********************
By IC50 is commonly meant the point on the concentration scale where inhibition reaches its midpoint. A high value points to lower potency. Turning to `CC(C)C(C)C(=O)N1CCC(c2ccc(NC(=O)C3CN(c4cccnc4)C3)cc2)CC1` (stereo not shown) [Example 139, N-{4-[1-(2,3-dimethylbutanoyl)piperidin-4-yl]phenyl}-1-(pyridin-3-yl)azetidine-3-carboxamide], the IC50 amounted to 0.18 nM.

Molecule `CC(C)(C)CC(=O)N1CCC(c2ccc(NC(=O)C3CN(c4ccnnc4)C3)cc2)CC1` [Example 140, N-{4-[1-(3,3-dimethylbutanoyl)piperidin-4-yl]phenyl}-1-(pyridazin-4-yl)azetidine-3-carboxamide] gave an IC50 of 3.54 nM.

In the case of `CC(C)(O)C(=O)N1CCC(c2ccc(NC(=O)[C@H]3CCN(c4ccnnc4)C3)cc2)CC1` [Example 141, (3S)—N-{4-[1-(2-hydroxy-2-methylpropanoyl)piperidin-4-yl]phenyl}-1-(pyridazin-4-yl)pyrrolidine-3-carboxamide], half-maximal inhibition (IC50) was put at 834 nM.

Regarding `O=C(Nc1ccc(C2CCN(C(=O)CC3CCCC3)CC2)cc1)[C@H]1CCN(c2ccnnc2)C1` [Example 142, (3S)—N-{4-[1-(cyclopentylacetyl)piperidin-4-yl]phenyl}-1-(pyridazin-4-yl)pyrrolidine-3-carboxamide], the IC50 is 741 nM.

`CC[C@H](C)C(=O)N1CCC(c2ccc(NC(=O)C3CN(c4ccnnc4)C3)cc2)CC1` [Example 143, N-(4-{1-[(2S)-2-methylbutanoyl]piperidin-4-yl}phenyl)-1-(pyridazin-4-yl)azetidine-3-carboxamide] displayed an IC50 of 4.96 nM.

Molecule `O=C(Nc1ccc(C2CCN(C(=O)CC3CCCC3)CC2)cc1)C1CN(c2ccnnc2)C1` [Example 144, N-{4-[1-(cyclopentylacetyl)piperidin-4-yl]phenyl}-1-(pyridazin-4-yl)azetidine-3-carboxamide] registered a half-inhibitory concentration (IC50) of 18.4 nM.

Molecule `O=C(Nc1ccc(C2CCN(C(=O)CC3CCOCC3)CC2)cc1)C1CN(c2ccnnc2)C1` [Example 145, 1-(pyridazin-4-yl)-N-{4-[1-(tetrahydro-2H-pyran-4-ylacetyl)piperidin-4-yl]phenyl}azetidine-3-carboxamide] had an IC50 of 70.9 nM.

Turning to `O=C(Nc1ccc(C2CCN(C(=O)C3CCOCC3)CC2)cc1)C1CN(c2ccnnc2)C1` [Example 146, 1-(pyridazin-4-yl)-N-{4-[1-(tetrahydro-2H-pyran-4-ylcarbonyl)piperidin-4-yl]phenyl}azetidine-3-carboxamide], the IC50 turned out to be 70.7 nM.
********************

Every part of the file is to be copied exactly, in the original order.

By IC50 is commonly meant the point on the concentration scale where inhibition reaches its midpoint. A high value points to lower potency. Turning to `CC(C)C(C)C(=O)N1CCC(c2ccc(NC(=O)C3CN(c4cccnc4)C3)cc2)CC1` (stereo not shown) [Example 139, N-{4-[1-(2,3-dimethylbutanoyl)piperidin-4-yl]phenyl}-1-(pyridin-3-yl)azetidine-3-carboxamide], the IC50 amounted to 0.18 nM.

Molecule `CC(C)(C)CC(=O)N1CCC(c2ccc(NC(=O)C3CN(c4ccnnc4)C3)cc2)CC1` [Example 140, N-{4-[1-(3,3-dimethylbutanoyl)piperidin-4-yl]phenyl}-1-(pyridazin-4-yl)azetidine-3-carboxamide] gave an IC50 of 3.54 nM.

In the case of `CC(C)(O)C(=O)N1CCC(c2ccc(NC(=O)[C@H]3CCN(c4ccnnc4)C3)cc2)CC1` [Example 141, (3S)—N-{4-[1-(2-hydroxy-2-methylpropanoyl)piperidin-4-yl]phenyl}-1-(pyridazin-4-yl)pyrrolidine-3-carboxamide], half-maximal inhibition (IC50) was put at 834 nM.

Regarding `O=C(Nc1ccc(C2CCN(C(=O)CC3CCCC3)CC2)cc1)[C@H]1CCN(c2ccnnc2)C1` [Example 142, (3S)—N-{4-[1-(cyclopentylacetyl)piperidin-4-yl]phenyl}-1-(pyridazin-4-yl)pyrrolidine-3-carboxamide], the IC50 is 741 nM.

`CC[C@H](C)C(=O)N1CCC(c2ccc(NC(=O)C3CN(c4ccnnc4)C3)cc2)CC1` [Example 143, N-(4-{1-[(2S)-2-methylbutanoyl]piperidin-4-yl}phenyl)-1-(pyridazin-4-yl)azetidine-3-carboxamide] displayed an IC50 of 4.96 nM.

Molecule `O=C(Nc1ccc(C2CCN(C(=O)CC3CCCC3)CC2)cc1)C1CN(c2ccnnc2)C1` [Example 144, N-{4-[1-(cyclopentylacetyl)piperidin-4-yl]phenyl}-1-(pyridazin-4-yl)azetidine-3-carboxamide] registered a half-inhibitory concentration (IC50) of 18.4 nM.

Molecule `O=C(Nc1ccc(C2CCN(C(=O)CC3CCOCC3)CC2)cc1)C1CN(c2ccnnc2)C1` [Example 145, 1-(pyridazin-4-yl)-N-{4-[1-(tetrahydro-2H-pyran-4-ylacetyl)piperidin-4-yl]phenyl}azetidine-3-carboxamide] had an IC50 of 70.9 nM.

Turning to `O=C(Nc1ccc(C2CCN(C(=O)C3CCOCC3)CC2)cc1)C1CN(c2ccnnc2)C1` [Example 146, 1-(pyridazin-4-yl)-N-{4-[1-(tetrahydro-2H-pyran-4-ylcarbonyl)piperidin-4-yl]phenyl}azetidine-3-carboxamide], the IC50 turned out to be 70.7 nM.